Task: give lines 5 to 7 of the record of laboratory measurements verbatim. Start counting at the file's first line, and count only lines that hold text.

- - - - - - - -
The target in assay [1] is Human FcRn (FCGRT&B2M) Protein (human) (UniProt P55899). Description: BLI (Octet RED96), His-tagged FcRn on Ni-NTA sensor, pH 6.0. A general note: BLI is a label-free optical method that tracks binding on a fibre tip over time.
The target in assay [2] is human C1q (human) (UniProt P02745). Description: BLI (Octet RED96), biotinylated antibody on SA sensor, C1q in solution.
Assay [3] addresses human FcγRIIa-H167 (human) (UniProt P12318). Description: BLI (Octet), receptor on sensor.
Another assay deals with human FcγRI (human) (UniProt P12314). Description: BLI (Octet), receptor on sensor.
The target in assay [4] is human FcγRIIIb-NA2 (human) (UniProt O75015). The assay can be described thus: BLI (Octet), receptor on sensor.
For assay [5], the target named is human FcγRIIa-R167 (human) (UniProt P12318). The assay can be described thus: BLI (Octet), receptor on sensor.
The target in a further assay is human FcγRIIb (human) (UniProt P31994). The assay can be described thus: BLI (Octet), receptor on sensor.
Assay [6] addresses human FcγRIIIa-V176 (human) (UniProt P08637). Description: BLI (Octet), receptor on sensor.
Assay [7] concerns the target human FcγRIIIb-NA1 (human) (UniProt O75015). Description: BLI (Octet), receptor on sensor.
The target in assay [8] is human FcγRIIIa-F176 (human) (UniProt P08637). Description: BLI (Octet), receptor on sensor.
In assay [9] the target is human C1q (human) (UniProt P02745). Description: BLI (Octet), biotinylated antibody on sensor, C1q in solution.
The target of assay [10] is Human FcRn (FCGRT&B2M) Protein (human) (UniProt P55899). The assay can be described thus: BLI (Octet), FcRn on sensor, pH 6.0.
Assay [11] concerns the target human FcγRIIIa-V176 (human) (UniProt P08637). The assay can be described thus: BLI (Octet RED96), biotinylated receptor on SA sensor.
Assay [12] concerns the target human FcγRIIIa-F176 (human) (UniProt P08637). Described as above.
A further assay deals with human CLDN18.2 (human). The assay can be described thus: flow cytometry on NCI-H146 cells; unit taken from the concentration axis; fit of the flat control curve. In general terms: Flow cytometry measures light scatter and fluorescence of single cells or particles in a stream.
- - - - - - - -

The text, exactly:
The target in assay [4] is human FcγRIIIb-NA2 (human) (UniProt O75015). The assay can be described thus: BLI (Octet), receptor on sensor.
For assay [5], the target named is human FcγRIIa-R167 (human) (UniProt P12318). The assay can be described thus: BLI (Octet), receptor on sensor.
The target in a further assay is human FcγRIIb (human) (UniProt P31994). The assay can be described thus: BLI (Octet), receptor on sensor.